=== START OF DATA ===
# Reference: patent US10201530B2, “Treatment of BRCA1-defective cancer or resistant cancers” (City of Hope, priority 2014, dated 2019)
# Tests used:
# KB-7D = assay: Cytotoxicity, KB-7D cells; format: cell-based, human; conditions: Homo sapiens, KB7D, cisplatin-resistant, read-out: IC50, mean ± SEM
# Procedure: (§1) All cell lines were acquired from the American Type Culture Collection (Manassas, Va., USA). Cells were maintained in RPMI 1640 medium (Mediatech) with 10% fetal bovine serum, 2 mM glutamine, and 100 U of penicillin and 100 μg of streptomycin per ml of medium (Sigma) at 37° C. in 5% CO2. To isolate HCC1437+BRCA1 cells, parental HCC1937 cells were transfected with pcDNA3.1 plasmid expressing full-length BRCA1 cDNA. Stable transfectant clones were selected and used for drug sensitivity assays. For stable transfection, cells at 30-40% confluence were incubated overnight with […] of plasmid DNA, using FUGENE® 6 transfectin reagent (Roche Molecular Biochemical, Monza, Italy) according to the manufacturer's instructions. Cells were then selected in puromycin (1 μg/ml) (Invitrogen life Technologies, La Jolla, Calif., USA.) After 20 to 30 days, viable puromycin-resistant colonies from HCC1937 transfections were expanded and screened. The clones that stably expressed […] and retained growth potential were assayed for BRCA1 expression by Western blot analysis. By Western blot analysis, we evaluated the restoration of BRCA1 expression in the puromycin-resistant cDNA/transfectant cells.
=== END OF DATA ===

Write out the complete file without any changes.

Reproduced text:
# Reference: patent US10201530B2, “Treatment of BRCA1-defective cancer or resistant cancers” (City of Hope, priority 2014, dated 2019)
# Tests used:
# KB-7D = assay: Cytotoxicity, KB-7D cells; format: cell-based, human; conditions: Homo sapiens, KB7D, cisplatin-resistant, read-out: IC50, mean ± SEM
# Procedure: (§1) All cell lines were acquired from the American Type Culture Collection (Manassas, Va., USA). Cells were maintained in RPMI 1640 medium (Mediatech) with 10% fetal bovine serum, 2 mM glutamine, and 100 U of penicillin and 100 μg of streptomycin per ml of medium (Sigma) at 37° C. in 5% CO2. To isolate HCC1437+BRCA1 cells, parental HCC1937 cells were transfected with pcDNA3.1 plasmid expressing full-length BRCA1 cDNA. Stable transfectant clones were selected and used for drug sensitivity assays. For stable transfection, cells at 30-40% confluence were incubated overnight with […] of plasmid DNA, using FUGENE® 6 transfectin reagent (Roche Molecular Biochemical, Monza, Italy) according to the manufacturer's instructions. Cells were then selected in puromycin (1 μg/ml) (Invitrogen life Technologies, La Jolla, Calif., USA.) After 20 to 30 days, viable puromycin-resistant colonies from HCC1937 transfections were expanded and screened. The clones that stably expressed […] and retained growth potential were assayed for BRCA1 expression by Western blot analysis. By Western blot analysis, we evaluated the restoration of BRCA1 expression in the puromycin-resistant cDNA/transfectant cells.